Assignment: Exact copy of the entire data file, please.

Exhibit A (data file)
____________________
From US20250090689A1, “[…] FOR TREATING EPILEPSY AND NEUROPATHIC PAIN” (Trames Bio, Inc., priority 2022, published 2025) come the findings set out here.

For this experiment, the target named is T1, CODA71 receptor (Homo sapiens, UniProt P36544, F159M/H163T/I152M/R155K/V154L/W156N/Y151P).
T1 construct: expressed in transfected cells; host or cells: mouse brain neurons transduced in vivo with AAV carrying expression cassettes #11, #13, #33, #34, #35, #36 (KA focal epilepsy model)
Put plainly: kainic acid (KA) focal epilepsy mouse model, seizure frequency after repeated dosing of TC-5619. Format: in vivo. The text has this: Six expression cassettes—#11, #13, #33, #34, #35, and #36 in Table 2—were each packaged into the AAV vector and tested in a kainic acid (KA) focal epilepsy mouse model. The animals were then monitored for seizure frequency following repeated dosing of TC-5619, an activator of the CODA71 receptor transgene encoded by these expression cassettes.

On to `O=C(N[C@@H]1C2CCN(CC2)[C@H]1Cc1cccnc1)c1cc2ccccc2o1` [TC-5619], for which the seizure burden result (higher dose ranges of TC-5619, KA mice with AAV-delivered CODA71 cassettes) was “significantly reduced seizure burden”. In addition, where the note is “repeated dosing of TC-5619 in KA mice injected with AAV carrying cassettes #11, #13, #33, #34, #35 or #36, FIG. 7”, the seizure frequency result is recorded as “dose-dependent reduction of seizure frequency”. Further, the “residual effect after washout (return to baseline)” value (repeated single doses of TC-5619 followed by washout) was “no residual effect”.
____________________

From US20250090689A1, “[…] FOR TREATING EPILEPSY AND NEUROPATHIC PAIN” (Trames Bio, Inc., priority 2022, published 2025) come the findings set out here.

For this experiment, the target named is T1, CODA71 receptor (Homo sapiens, UniProt P36544, F159M/H163T/I152M/R155K/V154L/W156N/Y151P).
T1 construct: expressed in transfected cells; host or cells: mouse brain neurons transduced in vivo with AAV carrying expression cassettes #11, #13, #33, #34, #35, #36 (KA focal epilepsy model)
Put plainly: kainic acid (KA) focal epilepsy mouse model, seizure frequency after repeated dosing of TC-5619. Format: in vivo. The text has this: Six expression cassettes—#11, #13, #33, #34, #35, and #36 in Table 2—were each packaged into the AAV vector and tested in a kainic acid (KA) focal epilepsy mouse model. The animals were then monitored for seizure frequency following repeated dosing of TC-5619, an activator of the CODA71 receptor transgene encoded by these expression cassettes.

On to `O=C(N[C@@H]1C2CCN(CC2)[C@H]1Cc1cccnc1)c1cc2ccccc2o1` [TC-5619], for which the seizure burden result (higher dose ranges of TC-5619, KA mice with AAV-delivered CODA71 cassettes) was “significantly reduced seizure burden”. In addition, where the note is “repeated dosing of TC-5619 in KA mice injected with AAV carrying cassettes #11, #13, #33, #34, #35 or #36, FIG. 7”, the seizure frequency result is recorded as “dose-dependent reduction of seizure frequency”. Further, the “residual effect after washout (return to baseline)” value (repeated single doses of TC-5619 followed by washout) was “no residual effect”.